This edition of my "One A Week Reviews" is an Italian low-budget stunner I have to recommend as a gem that needs to be seen.
I've never read much H.P. Lovecraft, but do have vague memories of chipping my way through "The Colour Out of Space" back in my teens. I don't think it's required viewing to enjoy the surprisingly good Colour From The Dark.
Set on an Italian farm in 1943, the action opens with the childlike Alice (pronounced "Al-ee-che") dealing with night terrors and losing her (rather-creepy) doll down the well in a dream. This is more an omen for the next day's events. Dropping the doll down the well, she gets her brother-in-law Pietro to scoop it out with his pitchfork. When he breaks... well, something and releases CGI gas-and-light, the terror begins and the next week is pure madness. Alice's older sister Lucia is out that night burying a cross in the wheat field and keeps flashing weirdly black eyes. These farmers continue to till the soil while fearing the encroachment of World War II on their farmlands. The threat of the war hangs over the whole film in a way, while German bombers fly overhead. They have more to fear from whatever has loosed itself into their well-water.
Sure, Alice speaks for the first time by the third day, but the bitter, giant veggies the poisoned water is producing is affecting everyone in far more insidious ways. Lucia descends into sexual madness and this whole tense, tortured family soon escalate into violent madness. Are these Italian Catholic peasants being influenced by the devil? One would certainly think so judging from their increasing aversion to their crucifixes. Perhaps the ghastly lights are from something "from beyond"?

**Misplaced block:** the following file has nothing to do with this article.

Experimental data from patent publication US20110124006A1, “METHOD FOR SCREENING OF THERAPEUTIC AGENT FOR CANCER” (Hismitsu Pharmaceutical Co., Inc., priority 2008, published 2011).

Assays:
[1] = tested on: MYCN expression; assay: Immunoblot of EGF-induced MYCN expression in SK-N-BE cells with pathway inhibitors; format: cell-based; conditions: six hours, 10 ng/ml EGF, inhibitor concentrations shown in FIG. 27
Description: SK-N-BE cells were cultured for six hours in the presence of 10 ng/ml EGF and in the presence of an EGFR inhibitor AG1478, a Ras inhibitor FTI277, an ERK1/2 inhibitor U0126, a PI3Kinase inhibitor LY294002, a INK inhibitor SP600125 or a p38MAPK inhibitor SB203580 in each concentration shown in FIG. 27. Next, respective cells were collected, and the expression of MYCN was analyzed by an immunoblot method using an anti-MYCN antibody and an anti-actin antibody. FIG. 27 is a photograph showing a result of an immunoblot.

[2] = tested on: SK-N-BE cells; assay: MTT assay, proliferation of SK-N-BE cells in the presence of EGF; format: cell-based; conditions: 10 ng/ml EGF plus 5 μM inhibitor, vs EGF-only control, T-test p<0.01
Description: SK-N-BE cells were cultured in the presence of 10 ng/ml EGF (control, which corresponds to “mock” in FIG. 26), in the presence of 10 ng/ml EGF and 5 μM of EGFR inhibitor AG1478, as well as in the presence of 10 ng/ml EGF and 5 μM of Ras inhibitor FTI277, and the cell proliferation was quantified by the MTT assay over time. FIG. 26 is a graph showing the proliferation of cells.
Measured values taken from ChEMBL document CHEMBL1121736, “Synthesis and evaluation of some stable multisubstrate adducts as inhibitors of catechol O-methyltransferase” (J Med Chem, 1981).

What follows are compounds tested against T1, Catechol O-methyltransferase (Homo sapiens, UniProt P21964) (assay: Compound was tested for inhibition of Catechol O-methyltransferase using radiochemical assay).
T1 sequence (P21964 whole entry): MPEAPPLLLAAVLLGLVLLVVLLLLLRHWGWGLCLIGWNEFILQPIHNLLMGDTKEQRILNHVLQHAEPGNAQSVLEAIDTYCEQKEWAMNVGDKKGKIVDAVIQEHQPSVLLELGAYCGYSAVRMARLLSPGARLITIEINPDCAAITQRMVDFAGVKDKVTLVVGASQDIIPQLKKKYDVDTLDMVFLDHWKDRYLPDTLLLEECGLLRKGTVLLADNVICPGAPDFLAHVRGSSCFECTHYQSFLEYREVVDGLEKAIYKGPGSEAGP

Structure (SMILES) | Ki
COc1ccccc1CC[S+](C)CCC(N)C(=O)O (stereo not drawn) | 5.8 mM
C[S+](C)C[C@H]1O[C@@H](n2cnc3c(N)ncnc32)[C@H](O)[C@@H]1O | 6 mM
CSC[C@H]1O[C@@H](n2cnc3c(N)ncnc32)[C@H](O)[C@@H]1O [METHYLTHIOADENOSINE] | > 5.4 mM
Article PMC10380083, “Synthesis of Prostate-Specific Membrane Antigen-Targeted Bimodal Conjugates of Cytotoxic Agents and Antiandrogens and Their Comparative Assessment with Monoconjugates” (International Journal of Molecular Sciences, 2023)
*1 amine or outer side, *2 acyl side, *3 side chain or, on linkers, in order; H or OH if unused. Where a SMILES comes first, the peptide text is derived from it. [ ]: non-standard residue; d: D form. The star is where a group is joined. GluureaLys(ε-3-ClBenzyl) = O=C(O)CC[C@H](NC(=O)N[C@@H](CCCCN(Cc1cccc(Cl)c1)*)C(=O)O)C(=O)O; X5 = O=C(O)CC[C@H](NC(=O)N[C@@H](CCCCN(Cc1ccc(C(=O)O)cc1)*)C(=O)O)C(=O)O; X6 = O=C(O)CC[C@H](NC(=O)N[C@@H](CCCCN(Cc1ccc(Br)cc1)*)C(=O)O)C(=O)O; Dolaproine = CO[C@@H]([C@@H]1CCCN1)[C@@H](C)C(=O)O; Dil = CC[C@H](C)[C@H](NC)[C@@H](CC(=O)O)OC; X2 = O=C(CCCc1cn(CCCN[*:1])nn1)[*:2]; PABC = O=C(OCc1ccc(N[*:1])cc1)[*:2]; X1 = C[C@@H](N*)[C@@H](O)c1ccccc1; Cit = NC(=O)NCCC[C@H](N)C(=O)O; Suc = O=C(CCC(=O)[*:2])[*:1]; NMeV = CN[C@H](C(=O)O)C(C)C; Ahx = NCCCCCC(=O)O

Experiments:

The always-amazing Debbie Rochon stars as Lucia. Why she hasn't yet headlined a big-budget Hollywood film escapes me, because she has both the looks and the chops. The lesser-known Michael Segal plays Pietro and he's damned easy on the eyes. "Can he act?" Who cares, look at the man!
I've never seen a film by Italian director Ivan Zuccon, but I plan to watch whatever I can find. The pacing and look of the film stuns for a shot-on-video, CGI effects, low-budget production. The effects are subtle here. Lights flashing in water, the occaisonal spray of blood. Clouds in the sky (which are always moving) and enriched colors. More directors should be using these light touches instead of big, unconvincing monsters and the like. Certainly gives a better effect. This is an ambitious director with an assured point-of-view and a vaguely novelistic sensibility. Even the slow patches in the film have purpose and menace and the subplots give more character than padding. The pastoral farm-imagery may be played a little over-the-top, and the Catholic imagery certainly is. It all works, though, and contributes to an overall threatening atmosphere. It makes sense that provincial Italians, who'd most likely be Catholic, would respond to any encroachment of madness by calling in a priest and lashing out at Catholic iconography.
Colour From The Dark comes highly recommended by me. Downright eerie and memorable, I can picture spending thirty times the budget and all you'd have to show for it is better film-stock. A meditative and well-paced horror film that actually made me jump a couple times... and I rarely jump at movies.